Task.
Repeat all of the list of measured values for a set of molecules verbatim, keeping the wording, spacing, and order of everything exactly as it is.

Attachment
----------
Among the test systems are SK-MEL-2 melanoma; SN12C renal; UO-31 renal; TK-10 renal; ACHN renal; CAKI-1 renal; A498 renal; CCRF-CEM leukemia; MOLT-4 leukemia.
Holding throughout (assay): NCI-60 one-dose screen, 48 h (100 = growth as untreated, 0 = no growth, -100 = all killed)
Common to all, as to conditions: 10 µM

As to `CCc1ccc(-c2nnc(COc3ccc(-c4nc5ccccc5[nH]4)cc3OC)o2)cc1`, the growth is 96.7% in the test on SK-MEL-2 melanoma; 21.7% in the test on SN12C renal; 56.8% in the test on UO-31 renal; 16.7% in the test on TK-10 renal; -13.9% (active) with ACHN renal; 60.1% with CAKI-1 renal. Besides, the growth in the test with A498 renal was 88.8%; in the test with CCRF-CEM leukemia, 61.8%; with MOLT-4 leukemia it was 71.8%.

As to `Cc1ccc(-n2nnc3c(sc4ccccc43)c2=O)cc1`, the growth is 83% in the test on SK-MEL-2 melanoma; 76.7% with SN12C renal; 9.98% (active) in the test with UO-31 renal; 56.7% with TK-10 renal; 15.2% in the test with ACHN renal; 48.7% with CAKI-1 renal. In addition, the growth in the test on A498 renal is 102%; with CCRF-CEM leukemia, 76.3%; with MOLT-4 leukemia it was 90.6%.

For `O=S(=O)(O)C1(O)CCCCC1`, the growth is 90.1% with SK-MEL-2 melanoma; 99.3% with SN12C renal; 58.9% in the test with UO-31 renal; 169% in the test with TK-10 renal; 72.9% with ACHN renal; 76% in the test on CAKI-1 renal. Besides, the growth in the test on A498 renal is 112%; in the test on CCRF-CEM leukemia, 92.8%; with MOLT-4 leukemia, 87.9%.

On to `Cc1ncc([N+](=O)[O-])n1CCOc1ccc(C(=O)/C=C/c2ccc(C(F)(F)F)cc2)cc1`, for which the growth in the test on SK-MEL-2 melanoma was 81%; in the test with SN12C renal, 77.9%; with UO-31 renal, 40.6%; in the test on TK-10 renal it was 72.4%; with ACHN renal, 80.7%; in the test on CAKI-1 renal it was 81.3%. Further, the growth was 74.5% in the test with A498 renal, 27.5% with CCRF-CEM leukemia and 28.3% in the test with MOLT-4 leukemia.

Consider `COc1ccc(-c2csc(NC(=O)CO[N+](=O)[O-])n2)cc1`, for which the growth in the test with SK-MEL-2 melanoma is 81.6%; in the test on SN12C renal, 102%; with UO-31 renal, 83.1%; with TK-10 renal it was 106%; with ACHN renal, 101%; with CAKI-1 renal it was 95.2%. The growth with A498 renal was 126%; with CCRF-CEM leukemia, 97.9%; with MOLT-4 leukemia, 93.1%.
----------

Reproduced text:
Among the test systems are SK-MEL-2 melanoma; SN12C renal; UO-31 renal; TK-10 renal; ACHN renal; CAKI-1 renal; A498 renal; CCRF-CEM leukemia; MOLT-4 leukemia.
Holding throughout (assay): NCI-60 one-dose screen, 48 h (100 = growth as untreated, 0 = no growth, -100 = all killed)
Common to all, as to conditions: 10 µM

As to `CCc1ccc(-c2nnc(COc3ccc(-c4nc5ccccc5[nH]4)cc3OC)o2)cc1`, the growth is 96.7% in the test on SK-MEL-2 melanoma; 21.7% in the test on SN12C renal; 56.8% in the test on UO-31 renal; 16.7% in the test on TK-10 renal; -13.9% (active) with ACHN renal; 60.1% with CAKI-1 renal. Besides, the growth in the test with A498 renal was 88.8%; in the test with CCRF-CEM leukemia, 61.8%; with MOLT-4 leukemia it was 71.8%.

As to `Cc1ccc(-n2nnc3c(sc4ccccc43)c2=O)cc1`, the growth is 83% in the test on SK-MEL-2 melanoma; 76.7% with SN12C renal; 9.98% (active) in the test with UO-31 renal; 56.7% with TK-10 renal; 15.2% in the test with ACHN renal; 48.7% with CAKI-1 renal. In addition, the growth in the test on A498 renal is 102%; with CCRF-CEM leukemia, 76.3%; with MOLT-4 leukemia it was 90.6%.

For `O=S(=O)(O)C1(O)CCCCC1`, the growth is 90.1% with SK-MEL-2 melanoma; 99.3% with SN12C renal; 58.9% in the test with UO-31 renal; 169% in the test with TK-10 renal; 72.9% with ACHN renal; 76% in the test on CAKI-1 renal. Besides, the growth in the test on A498 renal is 112%; in the test on CCRF-CEM leukemia, 92.8%; with MOLT-4 leukemia, 87.9%.

On to `Cc1ncc([N+](=O)[O-])n1CCOc1ccc(C(=O)/C=C/c2ccc(C(F)(F)F)cc2)cc1`, for which the growth in the test on SK-MEL-2 melanoma was 81%; in the test with SN12C renal, 77.9%; with UO-31 renal, 40.6%; in the test on TK-10 renal it was 72.4%; with ACHN renal, 80.7%; in the test on CAKI-1 renal it was 81.3%. Further, the growth was 74.5% in the test with A498 renal, 27.5% with CCRF-CEM leukemia and 28.3% in the test with MOLT-4 leukemia.

Consider `COc1ccc(-c2csc(NC(=O)CO[N+](=O)[O-])n2)cc1`, for which the growth in the test with SK-MEL-2 melanoma is 81.6%; in the test on SN12C renal, 102%; with UO-31 renal, 83.1%; with TK-10 renal it was 106%; with ACHN renal, 101%; with CAKI-1 renal it was 95.2%. The growth with A498 renal was 126%; with CCRF-CEM leukemia, 97.9%; with MOLT-4 leukemia, 93.1%.